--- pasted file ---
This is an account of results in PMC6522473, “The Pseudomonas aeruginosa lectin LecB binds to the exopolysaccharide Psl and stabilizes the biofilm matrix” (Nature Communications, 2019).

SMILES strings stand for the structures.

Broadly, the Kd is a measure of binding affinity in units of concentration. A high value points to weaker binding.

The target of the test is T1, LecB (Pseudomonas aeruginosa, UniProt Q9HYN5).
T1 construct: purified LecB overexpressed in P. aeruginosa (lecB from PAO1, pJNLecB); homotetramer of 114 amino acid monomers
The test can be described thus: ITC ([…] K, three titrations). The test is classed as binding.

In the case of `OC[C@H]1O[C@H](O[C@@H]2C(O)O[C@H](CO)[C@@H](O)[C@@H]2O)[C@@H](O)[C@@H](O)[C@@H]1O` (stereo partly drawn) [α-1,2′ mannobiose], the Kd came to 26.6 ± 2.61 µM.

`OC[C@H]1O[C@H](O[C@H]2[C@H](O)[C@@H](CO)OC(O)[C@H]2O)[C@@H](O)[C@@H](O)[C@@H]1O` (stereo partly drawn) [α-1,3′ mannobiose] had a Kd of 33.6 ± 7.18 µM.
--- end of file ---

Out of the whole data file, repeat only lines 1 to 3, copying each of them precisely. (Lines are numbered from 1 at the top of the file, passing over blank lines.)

This is an account of results in PMC6522473, “The Pseudomonas aeruginosa lectin LecB binds to the exopolysaccharide Psl and stabilizes the biofilm matrix” (Nature Communications, 2019).

SMILES strings stand for the structures.

Broadly, the Kd is a measure of binding affinity in units of concentration. A high value points to weaker binding.